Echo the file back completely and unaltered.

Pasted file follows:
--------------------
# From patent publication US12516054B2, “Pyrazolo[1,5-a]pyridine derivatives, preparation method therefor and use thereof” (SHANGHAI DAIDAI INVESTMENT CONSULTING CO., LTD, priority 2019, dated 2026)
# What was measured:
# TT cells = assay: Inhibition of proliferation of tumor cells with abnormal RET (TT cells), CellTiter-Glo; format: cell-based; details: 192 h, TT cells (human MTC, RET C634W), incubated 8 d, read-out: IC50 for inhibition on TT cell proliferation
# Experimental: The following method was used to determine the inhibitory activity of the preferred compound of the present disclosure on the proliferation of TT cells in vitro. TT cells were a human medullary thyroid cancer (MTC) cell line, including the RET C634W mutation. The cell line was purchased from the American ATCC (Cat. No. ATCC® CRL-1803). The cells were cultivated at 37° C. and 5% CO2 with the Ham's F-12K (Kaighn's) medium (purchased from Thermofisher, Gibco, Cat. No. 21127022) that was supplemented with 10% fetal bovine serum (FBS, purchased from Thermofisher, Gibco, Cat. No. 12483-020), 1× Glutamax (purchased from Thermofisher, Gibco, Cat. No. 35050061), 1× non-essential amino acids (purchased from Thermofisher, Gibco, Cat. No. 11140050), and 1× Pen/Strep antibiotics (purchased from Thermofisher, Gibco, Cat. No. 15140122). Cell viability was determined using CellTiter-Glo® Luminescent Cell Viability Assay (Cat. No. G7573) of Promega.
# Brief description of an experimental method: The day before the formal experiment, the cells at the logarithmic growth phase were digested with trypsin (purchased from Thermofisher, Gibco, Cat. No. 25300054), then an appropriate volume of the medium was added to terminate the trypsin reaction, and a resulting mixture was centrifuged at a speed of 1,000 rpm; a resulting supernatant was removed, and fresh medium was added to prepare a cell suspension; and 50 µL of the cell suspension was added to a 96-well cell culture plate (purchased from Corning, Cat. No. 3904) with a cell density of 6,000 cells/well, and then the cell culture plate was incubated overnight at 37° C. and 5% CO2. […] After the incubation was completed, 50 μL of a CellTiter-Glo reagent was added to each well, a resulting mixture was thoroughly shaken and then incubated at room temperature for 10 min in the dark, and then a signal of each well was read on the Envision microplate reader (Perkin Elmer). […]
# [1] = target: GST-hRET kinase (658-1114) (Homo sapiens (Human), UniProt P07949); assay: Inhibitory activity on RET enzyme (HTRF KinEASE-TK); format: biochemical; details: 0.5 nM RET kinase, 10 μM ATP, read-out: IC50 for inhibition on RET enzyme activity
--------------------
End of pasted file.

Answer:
# From patent publication US12516054B2, “Pyrazolo[1,5-a]pyridine derivatives, preparation method therefor and use thereof” (SHANGHAI DAIDAI INVESTMENT CONSULTING CO., LTD, priority 2019, dated 2026)
# What was measured:
# TT cells = assay: Inhibition of proliferation of tumor cells with abnormal RET (TT cells), CellTiter-Glo; format: cell-based; details: 192 h, TT cells (human MTC, RET C634W), incubated 8 d, read-out: IC50 for inhibition on TT cell proliferation
# Experimental: The following method was used to determine the inhibitory activity of the preferred compound of the present disclosure on the proliferation of TT cells in vitro. TT cells were a human medullary thyroid cancer (MTC) cell line, including the RET C634W mutation. The cell line was purchased from the American ATCC (Cat. No. ATCC® CRL-1803). The cells were cultivated at 37° C. and 5% CO2 with the Ham's F-12K (Kaighn's) medium (purchased from Thermofisher, Gibco, Cat. No. 21127022) that was supplemented with 10% fetal bovine serum (FBS, purchased from Thermofisher, Gibco, Cat. No. 12483-020), 1× Glutamax (purchased from Thermofisher, Gibco, Cat. No. 35050061), 1× non-essential amino acids (purchased from Thermofisher, Gibco, Cat. No. 11140050), and 1× Pen/Strep antibiotics (purchased from Thermofisher, Gibco, Cat. No. 15140122). Cell viability was determined using CellTiter-Glo® Luminescent Cell Viability Assay (Cat. No. G7573) of Promega.
# Brief description of an experimental method: The day before the formal experiment, the cells at the logarithmic growth phase were digested with trypsin (purchased from Thermofisher, Gibco, Cat. No. 25300054), then an appropriate volume of the medium was added to terminate the trypsin reaction, and a resulting mixture was centrifuged at a speed of 1,000 rpm; a resulting supernatant was removed, and fresh medium was added to prepare a cell suspension; and 50 µL of the cell suspension was added to a 96-well cell culture plate (purchased from Corning, Cat. No. 3904) with a cell density of 6,000 cells/well, and then the cell culture plate was incubated overnight at 37° C. and 5% CO2. […] After the incubation was completed, 50 μL of a CellTiter-Glo reagent was added to each well, a resulting mixture was thoroughly shaken and then incubated at room temperature for 10 min in the dark, and then a signal of each well was read on the Envision microplate reader (Perkin Elmer). […]
# [1] = target: GST-hRET kinase (658-1114) (Homo sapiens (Human), UniProt P07949); assay: Inhibitory activity on RET enzyme (HTRF KinEASE-TK); format: biochemical; details: 0.5 nM RET kinase, 10 μM ATP, read-out: IC50 for inhibition on RET enzyme activity